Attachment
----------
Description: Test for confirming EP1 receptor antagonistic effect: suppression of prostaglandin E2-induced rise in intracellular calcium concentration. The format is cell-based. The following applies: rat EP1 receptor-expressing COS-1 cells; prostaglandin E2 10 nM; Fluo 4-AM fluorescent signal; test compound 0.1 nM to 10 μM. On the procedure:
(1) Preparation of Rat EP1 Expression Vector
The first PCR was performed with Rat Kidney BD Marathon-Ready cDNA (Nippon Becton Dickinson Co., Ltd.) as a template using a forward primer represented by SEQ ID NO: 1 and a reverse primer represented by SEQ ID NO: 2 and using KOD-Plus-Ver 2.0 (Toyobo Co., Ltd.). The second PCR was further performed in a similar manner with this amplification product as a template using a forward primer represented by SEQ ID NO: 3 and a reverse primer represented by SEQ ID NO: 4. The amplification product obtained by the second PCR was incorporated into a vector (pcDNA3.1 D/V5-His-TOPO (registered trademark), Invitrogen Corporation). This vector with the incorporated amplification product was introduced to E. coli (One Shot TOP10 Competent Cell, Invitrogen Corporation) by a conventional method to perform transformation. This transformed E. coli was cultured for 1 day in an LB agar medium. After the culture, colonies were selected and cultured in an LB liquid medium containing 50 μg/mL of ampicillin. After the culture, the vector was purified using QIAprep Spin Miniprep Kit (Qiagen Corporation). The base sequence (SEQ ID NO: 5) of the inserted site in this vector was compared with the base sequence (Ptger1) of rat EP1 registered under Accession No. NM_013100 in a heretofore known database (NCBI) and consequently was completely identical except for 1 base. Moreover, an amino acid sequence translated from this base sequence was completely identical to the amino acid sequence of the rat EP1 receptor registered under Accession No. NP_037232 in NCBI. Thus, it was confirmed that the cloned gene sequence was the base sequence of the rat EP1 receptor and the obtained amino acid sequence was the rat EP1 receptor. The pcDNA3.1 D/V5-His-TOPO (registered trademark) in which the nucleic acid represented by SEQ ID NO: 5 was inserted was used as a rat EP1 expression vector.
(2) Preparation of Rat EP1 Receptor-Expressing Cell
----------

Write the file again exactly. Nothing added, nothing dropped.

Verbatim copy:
Description: Test for confirming EP1 receptor antagonistic effect: suppression of prostaglandin E2-induced rise in intracellular calcium concentration. The format is cell-based. The following applies: rat EP1 receptor-expressing COS-1 cells; prostaglandin E2 10 nM; Fluo 4-AM fluorescent signal; test compound 0.1 nM to 10 μM. On the procedure:
(1) Preparation of Rat EP1 Expression Vector
The first PCR was performed with Rat Kidney BD Marathon-Ready cDNA (Nippon Becton Dickinson Co., Ltd.) as a template using a forward primer represented by SEQ ID NO: 1 and a reverse primer represented by SEQ ID NO: 2 and using KOD-Plus-Ver 2.0 (Toyobo Co., Ltd.). The second PCR was further performed in a similar manner with this amplification product as a template using a forward primer represented by SEQ ID NO: 3 and a reverse primer represented by SEQ ID NO: 4. The amplification product obtained by the second PCR was incorporated into a vector (pcDNA3.1 D/V5-His-TOPO (registered trademark), Invitrogen Corporation). This vector with the incorporated amplification product was introduced to E. coli (One Shot TOP10 Competent Cell, Invitrogen Corporation) by a conventional method to perform transformation. This transformed E. coli was cultured for 1 day in an LB agar medium. After the culture, colonies were selected and cultured in an LB liquid medium containing 50 μg/mL of ampicillin. After the culture, the vector was purified using QIAprep Spin Miniprep Kit (Qiagen Corporation). The base sequence (SEQ ID NO: 5) of the inserted site in this vector was compared with the base sequence (Ptger1) of rat EP1 registered under Accession No. NM_013100 in a heretofore known database (NCBI) and consequently was completely identical except for 1 base. Moreover, an amino acid sequence translated from this base sequence was completely identical to the amino acid sequence of the rat EP1 receptor registered under Accession No. NP_037232 in NCBI. Thus, it was confirmed that the cloned gene sequence was the base sequence of the rat EP1 receptor and the obtained amino acid sequence was the rat EP1 receptor. The pcDNA3.1 D/V5-His-TOPO (registered trademark) in which the nucleic acid represented by SEQ ID NO: 5 was inserted was used as a rat EP1 expression vector.
(2) Preparation of Rat EP1 Receptor-Expressing Cell